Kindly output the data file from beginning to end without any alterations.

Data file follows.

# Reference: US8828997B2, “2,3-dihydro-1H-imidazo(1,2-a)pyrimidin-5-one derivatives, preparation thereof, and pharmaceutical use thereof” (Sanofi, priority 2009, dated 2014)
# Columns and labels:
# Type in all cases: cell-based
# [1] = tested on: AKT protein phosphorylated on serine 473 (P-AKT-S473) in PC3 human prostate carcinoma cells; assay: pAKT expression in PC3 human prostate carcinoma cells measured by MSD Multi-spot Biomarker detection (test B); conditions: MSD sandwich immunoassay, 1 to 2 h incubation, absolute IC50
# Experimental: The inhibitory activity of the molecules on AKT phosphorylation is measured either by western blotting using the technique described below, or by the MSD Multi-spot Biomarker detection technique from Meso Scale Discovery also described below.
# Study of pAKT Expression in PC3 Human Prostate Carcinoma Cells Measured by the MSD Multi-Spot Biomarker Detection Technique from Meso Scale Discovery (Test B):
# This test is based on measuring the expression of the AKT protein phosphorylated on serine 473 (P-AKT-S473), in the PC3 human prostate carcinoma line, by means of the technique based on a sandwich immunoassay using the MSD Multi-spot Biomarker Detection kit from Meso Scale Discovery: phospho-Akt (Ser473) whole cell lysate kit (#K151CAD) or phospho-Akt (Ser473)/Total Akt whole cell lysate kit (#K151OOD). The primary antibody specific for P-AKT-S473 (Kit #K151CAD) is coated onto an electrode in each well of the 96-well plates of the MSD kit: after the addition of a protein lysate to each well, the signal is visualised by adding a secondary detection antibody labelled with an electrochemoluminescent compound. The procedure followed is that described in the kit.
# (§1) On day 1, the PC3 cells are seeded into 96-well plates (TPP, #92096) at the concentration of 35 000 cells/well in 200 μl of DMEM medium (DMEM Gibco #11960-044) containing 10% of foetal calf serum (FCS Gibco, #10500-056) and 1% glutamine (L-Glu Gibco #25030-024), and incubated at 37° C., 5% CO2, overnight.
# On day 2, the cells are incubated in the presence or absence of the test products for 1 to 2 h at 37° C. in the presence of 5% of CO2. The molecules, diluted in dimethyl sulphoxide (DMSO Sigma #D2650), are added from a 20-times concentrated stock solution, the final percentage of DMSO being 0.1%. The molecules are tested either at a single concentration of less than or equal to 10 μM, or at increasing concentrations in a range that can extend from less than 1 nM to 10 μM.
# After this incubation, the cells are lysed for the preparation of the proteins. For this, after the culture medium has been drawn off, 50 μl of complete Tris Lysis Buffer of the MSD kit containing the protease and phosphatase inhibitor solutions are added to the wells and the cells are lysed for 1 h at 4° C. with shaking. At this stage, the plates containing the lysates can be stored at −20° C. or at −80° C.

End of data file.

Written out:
# Reference: US8828997B2, “2,3-dihydro-1H-imidazo(1,2-a)pyrimidin-5-one derivatives, preparation thereof, and pharmaceutical use thereof” (Sanofi, priority 2009, dated 2014)
# Columns and labels:
# Type in all cases: cell-based
# [1] = tested on: AKT protein phosphorylated on serine 473 (P-AKT-S473) in PC3 human prostate carcinoma cells; assay: pAKT expression in PC3 human prostate carcinoma cells measured by MSD Multi-spot Biomarker detection (test B); conditions: MSD sandwich immunoassay, 1 to 2 h incubation, absolute IC50
# Experimental: The inhibitory activity of the molecules on AKT phosphorylation is measured either by western blotting using the technique described below, or by the MSD Multi-spot Biomarker detection technique from Meso Scale Discovery also described below.
# Study of pAKT Expression in PC3 Human Prostate Carcinoma Cells Measured by the MSD Multi-Spot Biomarker Detection Technique from Meso Scale Discovery (Test B):
# This test is based on measuring the expression of the AKT protein phosphorylated on serine 473 (P-AKT-S473), in the PC3 human prostate carcinoma line, by means of the technique based on a sandwich immunoassay using the MSD Multi-spot Biomarker Detection kit from Meso Scale Discovery: phospho-Akt (Ser473) whole cell lysate kit (#K151CAD) or phospho-Akt (Ser473)/Total Akt whole cell lysate kit (#K151OOD). The primary antibody specific for P-AKT-S473 (Kit #K151CAD) is coated onto an electrode in each well of the 96-well plates of the MSD kit: after the addition of a protein lysate to each well, the signal is visualised by adding a secondary detection antibody labelled with an electrochemoluminescent compound. The procedure followed is that described in the kit.
# (§1) On day 1, the PC3 cells are seeded into 96-well plates (TPP, #92096) at the concentration of 35 000 cells/well in 200 μl of DMEM medium (DMEM Gibco #11960-044) containing 10% of foetal calf serum (FCS Gibco, #10500-056) and 1% glutamine (L-Glu Gibco #25030-024), and incubated at 37° C., 5% CO2, overnight.
# On day 2, the cells are incubated in the presence or absence of the test products for 1 to 2 h at 37° C. in the presence of 5% of CO2. The molecules, diluted in dimethyl sulphoxide (DMSO Sigma #D2650), are added from a 20-times concentrated stock solution, the final percentage of DMSO being 0.1%. The molecules are tested either at a single concentration of less than or equal to 10 μM, or at increasing concentrations in a range that can extend from less than 1 nM to 10 μM.
# After this incubation, the cells are lysed for the preparation of the proteins. For this, after the culture medium has been drawn off, 50 μl of complete Tris Lysis Buffer of the MSD kit containing the protease and phosphatase inhibitor solutions are added to the wells and the cells are lysed for 1 h at 4° C. with shaking. At this stage, the plates containing the lysates can be stored at −20° C. or at −80° C.